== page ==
Lausanne, Switzerland

View of “Emil Michael Klein and Kaspar Müller,” 2011. From left: Kaspar Müller, Sans Titre (Boîtes) (Untitled [Boxes]), 2011; Emil Michael Klein, Komposition in Rot, Orange und Gelb (Composition in Red, Orange and Yellow), 2011.

View of “Emil Michael Klein and Kaspar Müller,” 2011. From left: Kaspar Müller, Sans Titre (Boîtes) (Untitled [Boxes]), 2011; Emil Michael Klein, Komposition in Rot, Orange und Gelb (Composition in Red, Orange and Yellow), 2011.

Emil Michael Klein and Kaspar Müller

Circuit

View of “Emil Michael Klein and Kaspar Müller,” 2011. From left: Kaspar Müller, Sans Titre (Boîtes) (Untitled [Boxes]), 2011; Emil Michael Klein, Komposition in Rot, Orange und Gelb (Composition in Red, Orange and Yellow), 2011.

Two artists, two rooms, five works each: Compare and contrast. At first glance, Emil Michael Klein’s series seemed of a piece: a kind of allover (anti-)painting featuring decorous lattices of biomorphic shapes in a retro palette of Day-Glo orange, yellow, and red; color fields connected by an artery-like network of pale lineation. But his canvases—which suggest an odd but joyous marriage of Sue Williams, Brice Marden, and Milton Glaser—were not consistent among themselves. The Basel-based artist painted the two largest (Awenger and Komposition in Rot, Orange und Gelb [Composition in Red, Orange, and Yellow], all works 2011) off the frame, then stretched them, giving these works a tightly wound look—painterly abstraction after a designer face-lift. The three smaller canvases are subtly softer. Moving among them evoked the experience of taking an eye test. Confronted with Klein’s paintings, you became both optometrist and patient, answering your own questions: “Less sharp—I think. No, sharper.”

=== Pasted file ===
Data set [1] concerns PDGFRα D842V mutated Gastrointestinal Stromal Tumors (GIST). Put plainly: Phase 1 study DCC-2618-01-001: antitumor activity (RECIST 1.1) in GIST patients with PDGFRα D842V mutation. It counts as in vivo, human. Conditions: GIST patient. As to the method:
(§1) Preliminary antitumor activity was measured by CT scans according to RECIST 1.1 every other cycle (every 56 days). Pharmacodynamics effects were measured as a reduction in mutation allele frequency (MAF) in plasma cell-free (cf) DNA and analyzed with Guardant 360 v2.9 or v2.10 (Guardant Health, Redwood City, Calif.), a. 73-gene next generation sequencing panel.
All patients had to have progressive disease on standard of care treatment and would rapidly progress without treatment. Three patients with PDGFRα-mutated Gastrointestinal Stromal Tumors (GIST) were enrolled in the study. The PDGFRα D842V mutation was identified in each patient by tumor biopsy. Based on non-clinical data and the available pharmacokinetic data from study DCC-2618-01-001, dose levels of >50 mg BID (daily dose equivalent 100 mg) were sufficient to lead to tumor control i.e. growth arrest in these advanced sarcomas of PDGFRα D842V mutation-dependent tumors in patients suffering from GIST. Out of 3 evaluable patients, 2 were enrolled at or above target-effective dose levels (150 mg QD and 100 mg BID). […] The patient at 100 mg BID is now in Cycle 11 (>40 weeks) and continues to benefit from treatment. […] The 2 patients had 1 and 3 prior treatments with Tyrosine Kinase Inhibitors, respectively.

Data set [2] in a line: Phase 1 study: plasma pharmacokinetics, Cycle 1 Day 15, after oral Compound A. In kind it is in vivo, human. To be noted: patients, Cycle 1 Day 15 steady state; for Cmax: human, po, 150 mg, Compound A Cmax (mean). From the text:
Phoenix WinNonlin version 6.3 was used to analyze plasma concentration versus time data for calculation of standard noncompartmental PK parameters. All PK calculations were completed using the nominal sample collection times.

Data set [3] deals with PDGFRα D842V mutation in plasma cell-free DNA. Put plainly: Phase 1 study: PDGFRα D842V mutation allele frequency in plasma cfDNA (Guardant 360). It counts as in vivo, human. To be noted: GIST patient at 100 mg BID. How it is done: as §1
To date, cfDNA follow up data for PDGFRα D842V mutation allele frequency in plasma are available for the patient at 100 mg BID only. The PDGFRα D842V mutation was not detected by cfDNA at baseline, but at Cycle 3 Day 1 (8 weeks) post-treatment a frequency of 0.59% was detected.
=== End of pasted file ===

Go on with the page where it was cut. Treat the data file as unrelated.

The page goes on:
Such optical guesswork continued as one stepped into Kaspar Müller’s room, though the Zurich artist’s boxlike sculptures could not be more different otherwise. These works, Sans Titre (Boîtes) (Untitled [Boxes]) suggest well-worn furniture of no discernible function beyond their role as containers. One low box, its white paint sanded to shabby-chicness, features three variously sized holes cut horizontally through it. Another sits framelike, as though waiting for a television monitor to fill it—though grass does instead. Another bears a petite lightbulb hidden by a canvas curtain, illuminating the dry surrealism at work here. Regardless, the boxes’ anomalous domesticity belies their utter lack of utility. Their roughshod manufacture, meanwhile, belies their status as “art objects.” They dodge classification and expectation at every turn. Slyly generous, Müller placed the works about three feet from the wall, close enough to mirror the painting installation next door but far enough to allow viewers to observe and puzzle over them from all sides.

If the virtuous attractiveness of Klein’s paintings appeared at odds with Müller’s blithe, shabby irony, an emphasis on process bridged the two rooms, and likewise an interest in surfaces—be they clean-clean or dirty-dirty—and presentation devices: wooden frames or metal plinths (which supported all but one of Müller’s boxes). Like many Swiss artists of their generation, Klein and Müller—who are in their late twenties—would rather talk about the production of works than the production of meaning. With blunt understatement, then, one naturally stands in for the other. If this is art about art, it’s not intent on undermining established orders. Theirs is a casual mastery, a gimlet-eyed view that is subversively pragmatic: artmaking as fact, as craft; art world as attitude and albatross; art history as a supermarket of styles and codes and ideas, each worn or shed as lightly and practically as the next. Accordingly, their works are marked not by a specific style but by sensibilities—at once sincere and satiric—that, paradoxically, might have been called “artistic” in some nineteenth-century novel. Nevertheless, they deploy certain artmaking modes more heavily than others, from the fertile badlands between art and design to seriality and the long history of abstraction. Thus emerges the problem: What to make of a legacy that you cannot believe in? Their works—witty, weird, impressively affecting—are on the road to finding out.

Quinn Latimer